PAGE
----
CricketArchive records a team representing the Gold Coast, a British colony, as having played its first match in May 1904, against Lagos Colony (in present-day Nigeria). Similar fixtures were played in the following two seasons, with the venue alternating between Lagos and Accra. A team representing the Southern Nigeria Protectorate toured in April 1907. Similar matches were played again in 1911, 1912, and 1913, with the host alternating each year.[7] Although the sport had been introduced by British settlers, representative teams were multiracial from an early stage – the 1912 Gold Coast–Southern Nigeria fixture, the only pre-war match for which a scorecard is available, featured names like Otoo, Sagoe, Agbokpo, and Akufo (for Gold Coast), and Layode and Oseni (for Southern Nigeria). Gold Coast's Otoo took six wickets in Southern Nigeria's second innings, helping Gold Coast to an innings victory.[8] However, European-only matches were introduced around the same time, beginning in 1906 and ending only in 1956, the year before Ghanaian independence.[9] The Gold Coast's leading runscorer in the inaugural European-only fixture was Gordon Guggisberg, who had earlier played a single first-class match (and was later Governor of the Gold Coast, from 1919 to 1927).[10][11]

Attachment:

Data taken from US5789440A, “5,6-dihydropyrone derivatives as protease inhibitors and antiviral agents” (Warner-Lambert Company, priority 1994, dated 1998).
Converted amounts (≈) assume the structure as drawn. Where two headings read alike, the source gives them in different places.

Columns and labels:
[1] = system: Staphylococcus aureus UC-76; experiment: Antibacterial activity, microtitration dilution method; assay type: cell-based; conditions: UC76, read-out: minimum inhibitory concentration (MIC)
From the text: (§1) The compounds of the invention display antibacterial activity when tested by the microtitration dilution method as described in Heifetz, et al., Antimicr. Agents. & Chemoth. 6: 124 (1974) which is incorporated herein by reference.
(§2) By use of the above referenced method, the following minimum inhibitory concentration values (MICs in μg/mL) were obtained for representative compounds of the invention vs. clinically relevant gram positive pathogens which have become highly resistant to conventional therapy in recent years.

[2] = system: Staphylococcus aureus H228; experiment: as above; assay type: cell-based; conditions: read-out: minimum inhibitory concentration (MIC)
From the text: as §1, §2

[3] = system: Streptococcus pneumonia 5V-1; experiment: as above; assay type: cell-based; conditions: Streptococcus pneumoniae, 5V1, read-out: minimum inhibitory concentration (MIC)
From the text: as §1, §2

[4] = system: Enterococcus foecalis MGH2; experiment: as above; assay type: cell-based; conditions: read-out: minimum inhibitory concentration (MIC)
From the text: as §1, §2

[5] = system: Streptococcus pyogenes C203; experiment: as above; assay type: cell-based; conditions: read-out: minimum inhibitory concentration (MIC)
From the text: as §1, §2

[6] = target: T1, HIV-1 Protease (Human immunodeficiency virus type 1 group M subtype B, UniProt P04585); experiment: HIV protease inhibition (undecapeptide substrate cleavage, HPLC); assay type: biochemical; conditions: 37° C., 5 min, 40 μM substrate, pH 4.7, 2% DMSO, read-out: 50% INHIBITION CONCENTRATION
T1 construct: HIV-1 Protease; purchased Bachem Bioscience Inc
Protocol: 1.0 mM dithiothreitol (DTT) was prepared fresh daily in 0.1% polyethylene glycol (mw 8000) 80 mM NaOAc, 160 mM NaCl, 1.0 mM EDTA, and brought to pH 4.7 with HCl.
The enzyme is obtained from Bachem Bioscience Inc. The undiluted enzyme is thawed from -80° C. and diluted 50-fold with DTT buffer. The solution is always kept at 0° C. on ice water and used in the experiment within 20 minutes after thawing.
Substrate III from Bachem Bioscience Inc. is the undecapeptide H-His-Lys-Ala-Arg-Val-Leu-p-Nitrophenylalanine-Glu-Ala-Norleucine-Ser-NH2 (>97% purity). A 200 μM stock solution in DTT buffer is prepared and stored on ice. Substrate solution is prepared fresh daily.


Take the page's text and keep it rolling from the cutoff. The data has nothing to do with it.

After a long gap, inter-colonial matches resumed in April 1926, when the Gold Coast played the Nigerian national team in Lagos. Gold Coast–Nigeria fixtures, both multiracial and European-only, were played almost annually from 1926 to 1939, and resumed again after World War II.[7] In several years the European-only fixtures were played in provincial cities like Kumasi and Ibadan, although multiracial games were played only in the capitals.[9] Gold Coast sides were occasionally bolstered by players of first-class standard – for instance, Cecil Pullan (Oxford University and Worcestershire) and Michael Green (Gloucestershire and Essex) appeared together in a 1937 match,[12] with Pullan appearing again after the war.[13][14] The national side played its first match as "Ghana" less than a month after Kwame Nkrumah's independence declaration in March 1957, with annual Ghana–Nigeria matches occurring until 1964.[15]

West African eraEdit